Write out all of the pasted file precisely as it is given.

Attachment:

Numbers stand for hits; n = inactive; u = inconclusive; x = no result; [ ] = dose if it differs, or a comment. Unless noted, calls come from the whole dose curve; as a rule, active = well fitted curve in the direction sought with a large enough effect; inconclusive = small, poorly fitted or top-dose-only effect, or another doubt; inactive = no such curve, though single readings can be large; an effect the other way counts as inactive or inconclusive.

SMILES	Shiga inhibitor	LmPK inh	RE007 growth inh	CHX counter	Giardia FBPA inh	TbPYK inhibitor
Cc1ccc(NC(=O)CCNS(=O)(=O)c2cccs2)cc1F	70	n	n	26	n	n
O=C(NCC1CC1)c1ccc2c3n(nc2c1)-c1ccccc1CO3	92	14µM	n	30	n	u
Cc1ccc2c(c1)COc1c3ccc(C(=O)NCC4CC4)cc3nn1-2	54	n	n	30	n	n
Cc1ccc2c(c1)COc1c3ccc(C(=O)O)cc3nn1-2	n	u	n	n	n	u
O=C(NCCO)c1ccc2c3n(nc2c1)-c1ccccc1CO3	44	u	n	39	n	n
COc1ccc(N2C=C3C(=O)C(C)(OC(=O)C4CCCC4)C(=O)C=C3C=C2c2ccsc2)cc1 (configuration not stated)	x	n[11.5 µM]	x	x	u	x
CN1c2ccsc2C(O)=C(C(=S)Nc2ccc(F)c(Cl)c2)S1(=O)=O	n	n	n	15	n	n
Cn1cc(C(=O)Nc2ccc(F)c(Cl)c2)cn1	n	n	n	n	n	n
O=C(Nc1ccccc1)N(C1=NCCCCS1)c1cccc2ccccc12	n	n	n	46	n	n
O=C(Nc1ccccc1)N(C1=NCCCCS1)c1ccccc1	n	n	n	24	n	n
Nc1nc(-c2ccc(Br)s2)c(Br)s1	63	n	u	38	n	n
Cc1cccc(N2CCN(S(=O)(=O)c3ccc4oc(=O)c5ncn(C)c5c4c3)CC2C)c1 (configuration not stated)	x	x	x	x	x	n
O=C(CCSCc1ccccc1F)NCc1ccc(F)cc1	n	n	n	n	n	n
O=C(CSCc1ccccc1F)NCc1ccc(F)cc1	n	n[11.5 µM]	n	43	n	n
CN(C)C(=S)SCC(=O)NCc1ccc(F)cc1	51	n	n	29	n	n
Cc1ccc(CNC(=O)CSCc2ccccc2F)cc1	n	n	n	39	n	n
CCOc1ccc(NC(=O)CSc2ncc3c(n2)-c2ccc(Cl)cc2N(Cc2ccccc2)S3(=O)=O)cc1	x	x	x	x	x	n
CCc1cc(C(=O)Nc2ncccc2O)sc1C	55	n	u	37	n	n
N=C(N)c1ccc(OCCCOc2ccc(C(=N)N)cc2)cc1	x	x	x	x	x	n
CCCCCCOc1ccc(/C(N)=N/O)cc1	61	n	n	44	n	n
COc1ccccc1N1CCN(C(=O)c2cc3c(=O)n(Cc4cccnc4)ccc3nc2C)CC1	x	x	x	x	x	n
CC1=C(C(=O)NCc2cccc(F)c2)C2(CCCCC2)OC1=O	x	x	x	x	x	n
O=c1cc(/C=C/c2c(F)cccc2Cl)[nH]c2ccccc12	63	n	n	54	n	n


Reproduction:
Numbers stand for hits; n = inactive; u = inconclusive; x = no result; [ ] = dose if it differs, or a comment. Unless noted, calls come from the whole dose curve; as a rule, active = well fitted curve in the direction sought with a large enough effect; inconclusive = small, poorly fitted or top-dose-only effect, or another doubt; inactive = no such curve, though single readings can be large; an effect the other way counts as inactive or inconclusive.

SMILES	Shiga inhibitor	LmPK inh	RE007 growth inh	CHX counter	Giardia FBPA inh	TbPYK inhibitor
Cc1ccc(NC(=O)CCNS(=O)(=O)c2cccs2)cc1F	70	n	n	26	n	n
O=C(NCC1CC1)c1ccc2c3n(nc2c1)-c1ccccc1CO3	92	14µM	n	30	n	u
Cc1ccc2c(c1)COc1c3ccc(C(=O)NCC4CC4)cc3nn1-2	54	n	n	30	n	n
Cc1ccc2c(c1)COc1c3ccc(C(=O)O)cc3nn1-2	n	u	n	n	n	u
O=C(NCCO)c1ccc2c3n(nc2c1)-c1ccccc1CO3	44	u	n	39	n	n
COc1ccc(N2C=C3C(=O)C(C)(OC(=O)C4CCCC4)C(=O)C=C3C=C2c2ccsc2)cc1 (configuration not stated)	x	n[11.5 µM]	x	x	u	x
CN1c2ccsc2C(O)=C(C(=S)Nc2ccc(F)c(Cl)c2)S1(=O)=O	n	n	n	15	n	n
Cn1cc(C(=O)Nc2ccc(F)c(Cl)c2)cn1	n	n	n	n	n	n
O=C(Nc1ccccc1)N(C1=NCCCCS1)c1cccc2ccccc12	n	n	n	46	n	n
O=C(Nc1ccccc1)N(C1=NCCCCS1)c1ccccc1	n	n	n	24	n	n
Nc1nc(-c2ccc(Br)s2)c(Br)s1	63	n	u	38	n	n
Cc1cccc(N2CCN(S(=O)(=O)c3ccc4oc(=O)c5ncn(C)c5c4c3)CC2C)c1 (configuration not stated)	x	x	x	x	x	n
O=C(CCSCc1ccccc1F)NCc1ccc(F)cc1	n	n	n	n	n	n
O=C(CSCc1ccccc1F)NCc1ccc(F)cc1	n	n[11.5 µM]	n	43	n	n
CN(C)C(=S)SCC(=O)NCc1ccc(F)cc1	51	n	n	29	n	n
Cc1ccc(CNC(=O)CSCc2ccccc2F)cc1	n	n	n	39	n	n
CCOc1ccc(NC(=O)CSc2ncc3c(n2)-c2ccc(Cl)cc2N(Cc2ccccc2)S3(=O)=O)cc1	x	x	x	x	x	n
CCc1cc(C(=O)Nc2ncccc2O)sc1C	55	n	u	37	n	n
N=C(N)c1ccc(OCCCOc2ccc(C(=N)N)cc2)cc1	x	x	x	x	x	n
CCCCCCOc1ccc(/C(N)=N/O)cc1	61	n	n	44	n	n
COc1ccccc1N1CCN(C(=O)c2cc3c(=O)n(Cc4cccnc4)ccc3nc2C)CC1	x	x	x	x	x	n
CC1=C(C(=O)NCc2cccc(F)c2)C2(CCCCC2)OC1=O	x	x	x	x	x	n
O=c1cc(/C=C/c2c(F)cccc2Cl)[nH]c2ccccc12	63	n	n	54	n	n